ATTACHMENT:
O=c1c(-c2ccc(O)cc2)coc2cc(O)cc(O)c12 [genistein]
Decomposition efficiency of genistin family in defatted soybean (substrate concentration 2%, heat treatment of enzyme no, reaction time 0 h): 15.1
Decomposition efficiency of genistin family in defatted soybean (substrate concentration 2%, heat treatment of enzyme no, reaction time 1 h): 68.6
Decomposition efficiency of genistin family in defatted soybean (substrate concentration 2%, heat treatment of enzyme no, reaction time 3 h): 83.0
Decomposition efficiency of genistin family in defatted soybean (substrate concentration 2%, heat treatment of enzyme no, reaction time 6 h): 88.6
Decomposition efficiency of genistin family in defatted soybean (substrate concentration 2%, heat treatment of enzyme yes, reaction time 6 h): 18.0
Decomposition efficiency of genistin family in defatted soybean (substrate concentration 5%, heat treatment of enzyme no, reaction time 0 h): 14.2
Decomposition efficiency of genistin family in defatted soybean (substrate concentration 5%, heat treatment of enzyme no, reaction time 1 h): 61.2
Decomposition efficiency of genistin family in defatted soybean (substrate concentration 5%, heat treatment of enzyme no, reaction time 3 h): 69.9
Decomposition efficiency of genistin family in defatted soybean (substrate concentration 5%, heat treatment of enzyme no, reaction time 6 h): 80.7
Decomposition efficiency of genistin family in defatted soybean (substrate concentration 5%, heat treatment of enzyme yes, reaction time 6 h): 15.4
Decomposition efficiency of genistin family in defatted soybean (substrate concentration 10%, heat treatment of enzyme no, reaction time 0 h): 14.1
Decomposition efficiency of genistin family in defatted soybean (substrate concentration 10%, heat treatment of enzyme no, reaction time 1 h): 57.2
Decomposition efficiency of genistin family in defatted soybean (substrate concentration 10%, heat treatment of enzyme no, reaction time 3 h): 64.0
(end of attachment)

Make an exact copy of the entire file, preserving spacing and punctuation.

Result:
O=c1c(-c2ccc(O)cc2)coc2cc(O)cc(O)c12 [genistein]
Decomposition efficiency of genistin family in defatted soybean (substrate concentration 2%, heat treatment of enzyme no, reaction time 0 h): 15.1
Decomposition efficiency of genistin family in defatted soybean (substrate concentration 2%, heat treatment of enzyme no, reaction time 1 h): 68.6
Decomposition efficiency of genistin family in defatted soybean (substrate concentration 2%, heat treatment of enzyme no, reaction time 3 h): 83.0
Decomposition efficiency of genistin family in defatted soybean (substrate concentration 2%, heat treatment of enzyme no, reaction time 6 h): 88.6
Decomposition efficiency of genistin family in defatted soybean (substrate concentration 2%, heat treatment of enzyme yes, reaction time 6 h): 18.0
Decomposition efficiency of genistin family in defatted soybean (substrate concentration 5%, heat treatment of enzyme no, reaction time 0 h): 14.2
Decomposition efficiency of genistin family in defatted soybean (substrate concentration 5%, heat treatment of enzyme no, reaction time 1 h): 61.2
Decomposition efficiency of genistin family in defatted soybean (substrate concentration 5%, heat treatment of enzyme no, reaction time 3 h): 69.9
Decomposition efficiency of genistin family in defatted soybean (substrate concentration 5%, heat treatment of enzyme no, reaction time 6 h): 80.7
Decomposition efficiency of genistin family in defatted soybean (substrate concentration 5%, heat treatment of enzyme yes, reaction time 6 h): 15.4
Decomposition efficiency of genistin family in defatted soybean (substrate concentration 10%, heat treatment of enzyme no, reaction time 0 h): 14.1
Decomposition efficiency of genistin family in defatted soybean (substrate concentration 10%, heat treatment of enzyme no, reaction time 1 h): 57.2
Decomposition efficiency of genistin family in defatted soybean (substrate concentration 10%, heat treatment of enzyme no, reaction time 3 h): 64.0